MANILA – The peso stayed at its lowest levels in a decade after the dollar strengthened on hawkish comments from Federal Reserve officials.
The peso opened at P50.22. It closed at P50.25 on Tuesday, the weakest since September 2006.
Investors are monitoring signals on the pace of interest rate increases in the US this year, which is expected to drive funds out of emerging markets and increase demand for the dollar, BPI Securities research head Haj Narvaez said.
"There’s still potential for some downside surprise in the peso. If we see three rate hikes this year. Foreign outflows makes a difference in terms of the strength oft the dollar versus the peso," Narvaez told ANC's "Market Edge with Cathy Yang."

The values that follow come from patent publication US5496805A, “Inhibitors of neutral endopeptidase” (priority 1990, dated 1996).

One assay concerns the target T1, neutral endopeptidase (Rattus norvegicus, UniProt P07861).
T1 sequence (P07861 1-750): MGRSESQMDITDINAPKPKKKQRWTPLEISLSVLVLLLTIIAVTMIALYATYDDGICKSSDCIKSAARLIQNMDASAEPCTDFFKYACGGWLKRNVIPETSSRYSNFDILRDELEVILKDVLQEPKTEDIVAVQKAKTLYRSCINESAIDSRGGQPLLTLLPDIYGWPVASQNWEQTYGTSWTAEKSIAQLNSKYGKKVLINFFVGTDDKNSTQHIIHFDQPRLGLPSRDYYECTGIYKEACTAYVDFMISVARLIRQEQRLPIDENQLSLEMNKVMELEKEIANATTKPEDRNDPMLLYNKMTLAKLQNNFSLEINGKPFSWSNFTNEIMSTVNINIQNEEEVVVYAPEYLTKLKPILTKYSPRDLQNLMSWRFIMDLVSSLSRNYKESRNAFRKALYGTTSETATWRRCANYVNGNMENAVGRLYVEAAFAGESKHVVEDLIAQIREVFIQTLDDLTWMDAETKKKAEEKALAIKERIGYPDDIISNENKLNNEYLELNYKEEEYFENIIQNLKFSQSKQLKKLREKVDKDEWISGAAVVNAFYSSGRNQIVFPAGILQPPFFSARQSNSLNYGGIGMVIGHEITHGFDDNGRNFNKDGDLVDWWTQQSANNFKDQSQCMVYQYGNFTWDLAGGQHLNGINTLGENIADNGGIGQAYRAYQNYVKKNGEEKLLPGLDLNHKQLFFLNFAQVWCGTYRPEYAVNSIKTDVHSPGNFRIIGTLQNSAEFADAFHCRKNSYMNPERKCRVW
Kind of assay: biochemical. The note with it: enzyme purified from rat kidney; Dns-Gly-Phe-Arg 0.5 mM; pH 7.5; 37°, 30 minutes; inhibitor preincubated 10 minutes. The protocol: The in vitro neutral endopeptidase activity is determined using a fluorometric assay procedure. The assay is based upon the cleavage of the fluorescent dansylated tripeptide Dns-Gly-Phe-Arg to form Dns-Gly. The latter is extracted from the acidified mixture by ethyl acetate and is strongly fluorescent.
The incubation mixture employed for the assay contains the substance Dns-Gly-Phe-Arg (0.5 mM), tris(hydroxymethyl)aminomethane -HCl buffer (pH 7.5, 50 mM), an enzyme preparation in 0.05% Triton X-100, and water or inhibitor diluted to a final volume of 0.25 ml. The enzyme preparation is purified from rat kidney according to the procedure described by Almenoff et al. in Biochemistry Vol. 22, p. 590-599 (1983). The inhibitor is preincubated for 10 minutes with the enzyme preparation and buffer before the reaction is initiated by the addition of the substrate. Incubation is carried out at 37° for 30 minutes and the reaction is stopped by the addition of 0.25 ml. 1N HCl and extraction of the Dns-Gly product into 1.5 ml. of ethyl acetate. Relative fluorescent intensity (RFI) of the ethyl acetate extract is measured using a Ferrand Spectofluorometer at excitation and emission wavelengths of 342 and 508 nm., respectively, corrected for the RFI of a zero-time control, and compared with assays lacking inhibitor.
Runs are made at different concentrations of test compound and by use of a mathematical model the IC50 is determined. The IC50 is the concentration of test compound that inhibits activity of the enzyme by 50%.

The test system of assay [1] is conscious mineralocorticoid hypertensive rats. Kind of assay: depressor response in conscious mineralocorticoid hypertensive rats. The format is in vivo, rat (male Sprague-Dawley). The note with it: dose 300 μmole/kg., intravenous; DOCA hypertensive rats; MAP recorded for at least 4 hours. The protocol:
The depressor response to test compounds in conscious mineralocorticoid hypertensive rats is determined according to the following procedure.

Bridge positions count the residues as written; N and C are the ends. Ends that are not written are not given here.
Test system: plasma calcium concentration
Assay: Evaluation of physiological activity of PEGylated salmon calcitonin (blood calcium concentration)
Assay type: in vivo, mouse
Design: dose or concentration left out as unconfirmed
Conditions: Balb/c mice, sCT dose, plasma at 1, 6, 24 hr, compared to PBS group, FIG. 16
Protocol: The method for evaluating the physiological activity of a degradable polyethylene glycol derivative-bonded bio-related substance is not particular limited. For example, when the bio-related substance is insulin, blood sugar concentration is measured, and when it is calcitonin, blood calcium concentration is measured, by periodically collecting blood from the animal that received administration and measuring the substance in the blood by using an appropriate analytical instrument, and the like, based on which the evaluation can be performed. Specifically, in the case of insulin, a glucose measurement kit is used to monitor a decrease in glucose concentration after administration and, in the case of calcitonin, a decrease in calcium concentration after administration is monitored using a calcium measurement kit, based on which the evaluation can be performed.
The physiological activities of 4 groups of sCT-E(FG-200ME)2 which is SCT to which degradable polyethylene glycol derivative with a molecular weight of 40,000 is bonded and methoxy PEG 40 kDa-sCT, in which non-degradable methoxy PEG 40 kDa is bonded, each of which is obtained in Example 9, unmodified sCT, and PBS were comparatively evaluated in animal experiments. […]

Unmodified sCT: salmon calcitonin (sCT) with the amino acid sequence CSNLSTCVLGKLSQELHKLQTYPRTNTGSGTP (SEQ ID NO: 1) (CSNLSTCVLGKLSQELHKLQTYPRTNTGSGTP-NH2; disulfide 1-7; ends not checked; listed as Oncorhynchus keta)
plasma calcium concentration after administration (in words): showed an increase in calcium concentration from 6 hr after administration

"We’re looking at somewhere closer to 52. It could exceed 52 assuming the outflows are more aggressive than expected." he said.
Bangko Sentral ng Pilipinas Governor Amando Tetangco said Tuesday that while there was “legitimate demand” for dollars, regulators would guard against “disruptive or excessive movements.”
Federal Reserve officials hinted overnight that a rate increase could come as early as March, sending the greenback broadly higher.
The dollar index, which measures the greenback against a basket of six major currencies, was last up 0.4 percent at 101.370 after hitting a six-day high of 101.600 earlier.
Against the yen, the dollar was up 0.5 percent at 113.61 yen, putting it on track for its biggest one-day gain against the Japanese currency in eight days. -- with reports from Reuters